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Alum stages career in set design

February 11, 2002

Andrew Lieberman ’93 thought college in the Northwest would be a nice change of scenery. It turned out to be a lot more than that. Or, rather, it turned out to be exactly that.

Lieberman, a Bethesda, Maryland, native who now lives in New York City, planned to study biology at Lewis & Clark. True, he had participated extensively in theatre in high school. But college, he figured, was about choosing a real career. Once he reached Lewis & Clark, though, his “real career” never had a chance.

“I signed up for theatre lab, basically a crew experience, for my first term,” says Lieberman. “And that was it. I just became a theatre major.”

Following his heart has served Lieberman well. A freelance set designer, he’s worked with luminaries of the profession in New York City, in Seattle’s vibrant theatre community, and elsewhere around the nation, including Portland.

But his successes started with some “bad” luck at Lewis & Clark. The theatre classes he wanted were offered on a rotating cycle and were not available when Lieberman wanted to take them. Instead, he enrolled in independent study with Associate Professor of Theatre John Gerth.

“I really thrived at Lewis & Clark,” says Lieberman. “John was a great teacher and a great motivator. I got to design a lot of big shows at the College. When I got out of school, people were very impressed that I’d done real work instead of just classroom work. That was hugely beneficial.”

Lieberman also credits his success to Lewis & Clark’s New York City study program, which focuses on theatre, art, and architecture. Each year, the College sends a handful of students and a professor to the Big Apple for three months of study and internships.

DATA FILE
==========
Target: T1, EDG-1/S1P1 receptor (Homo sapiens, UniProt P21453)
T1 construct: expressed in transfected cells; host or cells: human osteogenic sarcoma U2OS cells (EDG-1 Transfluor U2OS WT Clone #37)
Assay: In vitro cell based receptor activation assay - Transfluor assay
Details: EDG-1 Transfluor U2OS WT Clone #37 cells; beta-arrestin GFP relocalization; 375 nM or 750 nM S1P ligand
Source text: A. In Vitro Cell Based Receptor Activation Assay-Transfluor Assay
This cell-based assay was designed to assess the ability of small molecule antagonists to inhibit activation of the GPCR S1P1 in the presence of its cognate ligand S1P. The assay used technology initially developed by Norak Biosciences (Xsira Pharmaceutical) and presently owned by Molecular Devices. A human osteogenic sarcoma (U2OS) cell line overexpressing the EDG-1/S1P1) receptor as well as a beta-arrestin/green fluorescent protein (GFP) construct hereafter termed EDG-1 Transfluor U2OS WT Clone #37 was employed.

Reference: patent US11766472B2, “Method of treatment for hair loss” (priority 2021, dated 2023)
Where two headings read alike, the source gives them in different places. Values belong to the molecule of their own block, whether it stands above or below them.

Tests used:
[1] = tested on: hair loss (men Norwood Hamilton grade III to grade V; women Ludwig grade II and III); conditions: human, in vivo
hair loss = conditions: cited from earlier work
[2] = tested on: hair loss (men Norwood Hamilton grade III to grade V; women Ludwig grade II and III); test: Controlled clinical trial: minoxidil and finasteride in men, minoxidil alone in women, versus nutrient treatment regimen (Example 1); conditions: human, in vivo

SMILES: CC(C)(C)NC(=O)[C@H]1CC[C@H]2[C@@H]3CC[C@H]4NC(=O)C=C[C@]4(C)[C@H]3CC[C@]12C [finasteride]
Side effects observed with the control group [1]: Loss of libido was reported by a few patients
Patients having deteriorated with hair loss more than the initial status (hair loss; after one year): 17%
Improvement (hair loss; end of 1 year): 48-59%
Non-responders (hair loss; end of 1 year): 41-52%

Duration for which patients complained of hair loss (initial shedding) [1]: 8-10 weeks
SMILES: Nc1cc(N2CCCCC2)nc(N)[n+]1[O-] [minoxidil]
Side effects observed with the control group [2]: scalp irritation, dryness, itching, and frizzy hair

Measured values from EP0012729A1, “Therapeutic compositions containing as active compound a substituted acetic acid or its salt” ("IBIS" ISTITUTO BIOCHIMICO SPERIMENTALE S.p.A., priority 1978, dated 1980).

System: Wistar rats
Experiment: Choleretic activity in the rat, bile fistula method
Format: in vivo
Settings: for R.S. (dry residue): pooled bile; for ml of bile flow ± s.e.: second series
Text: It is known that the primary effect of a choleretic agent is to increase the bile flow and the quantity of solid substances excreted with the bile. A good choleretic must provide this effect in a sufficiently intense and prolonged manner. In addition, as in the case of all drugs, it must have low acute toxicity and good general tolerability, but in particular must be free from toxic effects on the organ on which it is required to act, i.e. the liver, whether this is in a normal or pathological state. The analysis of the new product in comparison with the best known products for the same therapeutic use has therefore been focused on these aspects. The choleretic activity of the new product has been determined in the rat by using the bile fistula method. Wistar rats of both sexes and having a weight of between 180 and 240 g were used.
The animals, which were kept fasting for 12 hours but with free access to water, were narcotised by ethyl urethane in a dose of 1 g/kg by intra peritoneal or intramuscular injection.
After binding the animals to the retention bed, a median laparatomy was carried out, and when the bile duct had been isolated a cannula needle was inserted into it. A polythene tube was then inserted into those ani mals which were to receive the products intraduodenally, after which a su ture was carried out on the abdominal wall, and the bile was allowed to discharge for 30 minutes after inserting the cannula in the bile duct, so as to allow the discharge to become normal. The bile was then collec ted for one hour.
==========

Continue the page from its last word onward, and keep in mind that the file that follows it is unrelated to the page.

Lieberman interned with Loy Arcenas, a recognized leader in the world of set design. “I lucked out really,” says Lieberman. “Within two days of being in New York, I was on stage with Mary Louise Parker and all these other famous actors. It was really exciting, and it was a major part of my desire to become a set designer.”

Among his accomplishments has been an acclaimed production of The Merchant and the Pauper, which he designed in 1999 for the Opera Theatre of St. Louis. It was directed by Mark Lamos, a respected opera director. Lieberman’s work impressed Lamos so much that they’ve since done two more productions together.

Closer to his alma mater, Lieberman has worked in Seattle theatres, including the highly esteemed Intiman, and he was invited to design Portland Center Stage’s production of Flesh and Blood, which was staged in the fall of 2001 to critical praise. Despite his professional acclaim, Lieberman admits that making a living as a freelance set designer is a challenging task. “It’s highly competitive,” he says. “Each year, there’s a new crop of students with degrees in set design, and there aren’t enough jobs to go around.”

While some set designers resort to television or film to making a living, Lieberman prefers to focus on theatre and opera. “Always to be doing interesting projects in the venues I want to work in,” he says, “that’s the goal.”

 

—by Melissa Steineger

 

 

Andrew Lieberman ’93 designs sets for an eclectic mix of theatrical genres. Pictured above (from top) are his creations for:  Penthesilea at New York’s Bard College in October 1999 (set and costumes);  L’Etoile at Glimmerglass Opera in Cooperstown, New York, July 2001; and  Love’s Labor’s Lost at the June 2001 Shakespeare Santa Cruz festival.  L’Etoile opens at the New York City Opera in October 2002.

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